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DEMO Gabriel HASSAN Ahmed Adel I. H. HIRIYUR NAGARAJ Pradeep VESELÁ Ludmila ZAFAR Hassan DAS Amiyaranjan SLÁMOVÁ Lucie BRABENCOVÁ Sylva

Year of publication 2022
Type Conference abstract
MU Faculty or unit

Central European Institute of Technology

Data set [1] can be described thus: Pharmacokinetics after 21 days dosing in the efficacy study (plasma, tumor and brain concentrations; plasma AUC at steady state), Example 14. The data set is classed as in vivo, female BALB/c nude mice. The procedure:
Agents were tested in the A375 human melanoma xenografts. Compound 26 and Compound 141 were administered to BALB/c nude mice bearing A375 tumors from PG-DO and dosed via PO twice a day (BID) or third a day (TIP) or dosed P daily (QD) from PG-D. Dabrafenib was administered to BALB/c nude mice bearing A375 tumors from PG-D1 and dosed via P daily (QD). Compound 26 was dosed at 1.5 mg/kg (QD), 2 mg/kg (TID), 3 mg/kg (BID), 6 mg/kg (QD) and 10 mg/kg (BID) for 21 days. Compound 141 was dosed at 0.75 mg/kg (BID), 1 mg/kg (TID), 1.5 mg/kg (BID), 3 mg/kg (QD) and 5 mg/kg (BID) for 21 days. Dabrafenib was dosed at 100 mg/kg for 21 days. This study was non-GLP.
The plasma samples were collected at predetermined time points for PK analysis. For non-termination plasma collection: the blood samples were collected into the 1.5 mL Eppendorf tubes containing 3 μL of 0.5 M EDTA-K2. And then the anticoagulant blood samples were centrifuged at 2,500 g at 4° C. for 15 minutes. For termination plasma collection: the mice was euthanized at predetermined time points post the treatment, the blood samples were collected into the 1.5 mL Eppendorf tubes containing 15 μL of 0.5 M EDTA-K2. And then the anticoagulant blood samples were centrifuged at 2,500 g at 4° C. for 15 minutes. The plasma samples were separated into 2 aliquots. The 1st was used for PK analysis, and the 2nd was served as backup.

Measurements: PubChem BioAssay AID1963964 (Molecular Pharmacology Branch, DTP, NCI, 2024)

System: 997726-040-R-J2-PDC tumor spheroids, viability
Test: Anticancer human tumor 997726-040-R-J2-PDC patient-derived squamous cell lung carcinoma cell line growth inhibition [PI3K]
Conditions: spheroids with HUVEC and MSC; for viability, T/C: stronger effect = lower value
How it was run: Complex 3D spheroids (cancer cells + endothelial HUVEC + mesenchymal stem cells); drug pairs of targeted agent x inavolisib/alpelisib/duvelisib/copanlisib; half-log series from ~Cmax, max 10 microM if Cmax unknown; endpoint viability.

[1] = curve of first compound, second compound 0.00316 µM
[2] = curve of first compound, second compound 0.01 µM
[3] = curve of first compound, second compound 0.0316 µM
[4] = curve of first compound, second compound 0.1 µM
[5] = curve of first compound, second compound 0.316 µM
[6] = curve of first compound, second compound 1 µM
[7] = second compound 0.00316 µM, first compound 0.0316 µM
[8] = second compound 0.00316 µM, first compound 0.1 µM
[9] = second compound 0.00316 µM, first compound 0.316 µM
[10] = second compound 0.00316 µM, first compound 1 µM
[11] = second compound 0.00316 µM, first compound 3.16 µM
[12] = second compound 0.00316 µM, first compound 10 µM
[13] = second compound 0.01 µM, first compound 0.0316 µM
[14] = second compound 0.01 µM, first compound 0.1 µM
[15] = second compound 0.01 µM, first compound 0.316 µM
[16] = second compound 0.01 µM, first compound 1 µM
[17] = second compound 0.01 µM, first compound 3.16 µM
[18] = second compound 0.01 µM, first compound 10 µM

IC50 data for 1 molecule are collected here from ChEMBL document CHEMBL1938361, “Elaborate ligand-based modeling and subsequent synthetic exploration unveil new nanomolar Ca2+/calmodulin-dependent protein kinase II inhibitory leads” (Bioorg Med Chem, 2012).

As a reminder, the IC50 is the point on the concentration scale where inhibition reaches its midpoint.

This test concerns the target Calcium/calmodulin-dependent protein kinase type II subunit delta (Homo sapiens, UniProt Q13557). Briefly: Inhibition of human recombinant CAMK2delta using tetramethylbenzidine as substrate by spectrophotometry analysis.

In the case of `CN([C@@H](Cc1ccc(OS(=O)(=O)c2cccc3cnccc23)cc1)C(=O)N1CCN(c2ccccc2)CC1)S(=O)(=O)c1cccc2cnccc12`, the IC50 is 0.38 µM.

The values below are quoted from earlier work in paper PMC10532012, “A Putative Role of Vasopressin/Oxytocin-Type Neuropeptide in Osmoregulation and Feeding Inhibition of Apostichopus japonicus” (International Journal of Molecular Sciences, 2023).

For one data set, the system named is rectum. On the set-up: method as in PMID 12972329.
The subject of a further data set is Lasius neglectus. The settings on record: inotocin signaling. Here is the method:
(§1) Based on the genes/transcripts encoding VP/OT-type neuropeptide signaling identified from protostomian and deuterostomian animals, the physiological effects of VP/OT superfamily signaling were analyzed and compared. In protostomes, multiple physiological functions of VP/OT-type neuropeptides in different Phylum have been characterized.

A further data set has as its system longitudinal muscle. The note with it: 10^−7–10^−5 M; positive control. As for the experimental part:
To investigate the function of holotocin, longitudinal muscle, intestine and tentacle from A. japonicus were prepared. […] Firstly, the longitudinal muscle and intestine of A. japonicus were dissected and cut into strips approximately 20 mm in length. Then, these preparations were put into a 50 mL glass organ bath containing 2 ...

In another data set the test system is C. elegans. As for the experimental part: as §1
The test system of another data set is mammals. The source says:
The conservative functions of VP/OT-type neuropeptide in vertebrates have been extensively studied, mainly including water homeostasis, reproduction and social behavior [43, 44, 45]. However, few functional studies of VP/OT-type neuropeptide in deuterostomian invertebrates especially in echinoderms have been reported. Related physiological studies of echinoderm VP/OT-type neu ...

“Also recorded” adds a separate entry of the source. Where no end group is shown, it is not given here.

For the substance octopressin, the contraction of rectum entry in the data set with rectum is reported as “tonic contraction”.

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Description In Bacteria, the transcribed messenger RNA (mRNA) can be directly attached to the first translating ribosome by creating a physical interaction between the ribosome and RNA polymerase (RNAP)1. The lead ribosome, in this transcription-translation complex, regulates the progression of transcription and protects the transcribed mRNA from premature transcription termination or mRNA degradation2. In the coupled system of transcription-translation the lead ribosome closely trails the RNAP, with rates of translation matching the transcription to support the efficient gene expression2. The direct interactions between RNAP and the translational machinery allow them to co-localize in bacterial cell and maintain the genome stability2,3. The recent cryo-electron microscopy structures of RNAP-ribosome derived from an in vitro transcription-translation reaction suggest a key role for accessory transcription factors4,5. Here, the E. coli transcription factors NusG and NusA can interact with RNAP and ribosome, supporting a bridged mode of coupling (Fig. 1). Perhaps the transcription factors interact with 30S small ribosomal subunit during the transition from translation initiation to elongation and help direct RNAP toward the mRNA tunnel entry6. However, it is not yet known how transcription-translation is controlled in bacteria. Perhaps, structured mRNAs during cellular stress can play a major role in coupled systems in terms of RNAP pausing and allowing the leading ribosome to rescue the transcription. Cytoplasmic viruses transcribe and translate their mRNAs in the cytoplasm of the infected cells7. These viruses coordinate viral genome replication and viral assembly within the viral factories in the cytoplasm of the host cell. The viral mRNAs transcribed by viral RNAPs within the viral factories closely associate with host translation initiation and elongation factors7. Considering the co-localization of host translation machinery with viral factories, the viruses can tightly coordinate viral genome replication and viral assembly by indirect coupling of the viral transcription and host translation.
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